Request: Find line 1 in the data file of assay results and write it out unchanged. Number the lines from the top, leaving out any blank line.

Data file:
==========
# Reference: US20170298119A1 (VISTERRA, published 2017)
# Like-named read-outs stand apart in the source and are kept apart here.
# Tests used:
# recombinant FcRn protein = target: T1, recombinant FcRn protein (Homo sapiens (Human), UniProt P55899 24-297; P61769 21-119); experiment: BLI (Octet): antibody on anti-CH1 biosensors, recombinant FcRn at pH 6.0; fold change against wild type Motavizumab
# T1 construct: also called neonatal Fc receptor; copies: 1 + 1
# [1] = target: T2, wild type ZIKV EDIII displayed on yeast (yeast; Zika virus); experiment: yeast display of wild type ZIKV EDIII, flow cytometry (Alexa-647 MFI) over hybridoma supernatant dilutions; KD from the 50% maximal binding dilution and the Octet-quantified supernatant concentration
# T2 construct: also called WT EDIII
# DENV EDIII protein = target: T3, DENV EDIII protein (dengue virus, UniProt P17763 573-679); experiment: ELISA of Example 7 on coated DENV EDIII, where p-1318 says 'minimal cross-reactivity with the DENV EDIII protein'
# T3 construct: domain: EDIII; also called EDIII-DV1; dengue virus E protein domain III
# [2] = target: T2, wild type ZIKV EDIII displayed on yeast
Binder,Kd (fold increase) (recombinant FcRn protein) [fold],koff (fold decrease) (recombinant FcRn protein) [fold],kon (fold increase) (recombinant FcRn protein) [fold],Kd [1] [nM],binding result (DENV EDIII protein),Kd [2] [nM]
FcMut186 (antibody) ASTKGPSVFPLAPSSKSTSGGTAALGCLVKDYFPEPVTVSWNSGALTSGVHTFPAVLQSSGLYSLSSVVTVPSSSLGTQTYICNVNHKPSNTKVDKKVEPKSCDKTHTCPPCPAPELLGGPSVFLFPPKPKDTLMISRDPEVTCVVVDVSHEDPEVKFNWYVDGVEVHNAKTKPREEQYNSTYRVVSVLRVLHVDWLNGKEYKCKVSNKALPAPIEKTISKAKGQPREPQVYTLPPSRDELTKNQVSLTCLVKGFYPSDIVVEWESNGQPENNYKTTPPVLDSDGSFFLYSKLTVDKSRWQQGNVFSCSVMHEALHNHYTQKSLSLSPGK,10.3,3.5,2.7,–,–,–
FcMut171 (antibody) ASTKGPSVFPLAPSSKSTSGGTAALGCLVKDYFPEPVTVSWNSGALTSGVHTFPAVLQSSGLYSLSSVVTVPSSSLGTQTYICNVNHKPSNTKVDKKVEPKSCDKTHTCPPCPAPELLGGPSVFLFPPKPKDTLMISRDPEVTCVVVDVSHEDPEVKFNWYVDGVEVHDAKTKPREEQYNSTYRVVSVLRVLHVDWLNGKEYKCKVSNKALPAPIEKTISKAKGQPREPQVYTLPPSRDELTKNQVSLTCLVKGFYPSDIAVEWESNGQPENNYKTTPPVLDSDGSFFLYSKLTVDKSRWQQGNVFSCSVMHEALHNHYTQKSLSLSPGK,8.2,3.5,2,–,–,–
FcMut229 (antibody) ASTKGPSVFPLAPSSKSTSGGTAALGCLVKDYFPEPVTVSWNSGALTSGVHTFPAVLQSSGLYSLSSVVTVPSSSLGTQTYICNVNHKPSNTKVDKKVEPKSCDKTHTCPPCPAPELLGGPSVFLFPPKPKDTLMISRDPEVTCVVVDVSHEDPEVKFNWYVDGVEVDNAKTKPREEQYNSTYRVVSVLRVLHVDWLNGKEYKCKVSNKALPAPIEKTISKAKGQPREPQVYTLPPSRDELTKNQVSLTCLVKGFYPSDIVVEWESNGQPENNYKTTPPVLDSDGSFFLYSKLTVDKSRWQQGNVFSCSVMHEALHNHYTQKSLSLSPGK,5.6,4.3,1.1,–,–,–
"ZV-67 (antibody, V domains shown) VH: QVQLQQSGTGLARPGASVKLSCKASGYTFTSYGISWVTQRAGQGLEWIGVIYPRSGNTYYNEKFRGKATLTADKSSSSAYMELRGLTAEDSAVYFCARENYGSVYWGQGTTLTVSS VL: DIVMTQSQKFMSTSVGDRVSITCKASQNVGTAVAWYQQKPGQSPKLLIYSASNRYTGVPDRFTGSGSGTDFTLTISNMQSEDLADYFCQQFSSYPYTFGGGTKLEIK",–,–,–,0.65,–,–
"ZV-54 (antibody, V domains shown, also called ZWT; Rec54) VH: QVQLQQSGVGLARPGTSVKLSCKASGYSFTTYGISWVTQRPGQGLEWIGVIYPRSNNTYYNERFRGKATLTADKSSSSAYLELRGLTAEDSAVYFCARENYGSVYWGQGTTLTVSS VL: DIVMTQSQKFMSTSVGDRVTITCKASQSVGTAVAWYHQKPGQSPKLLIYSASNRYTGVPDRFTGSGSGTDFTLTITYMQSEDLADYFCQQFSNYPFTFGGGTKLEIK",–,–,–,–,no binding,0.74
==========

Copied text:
# Reference: US20170298119A1 (VISTERRA, published 2017)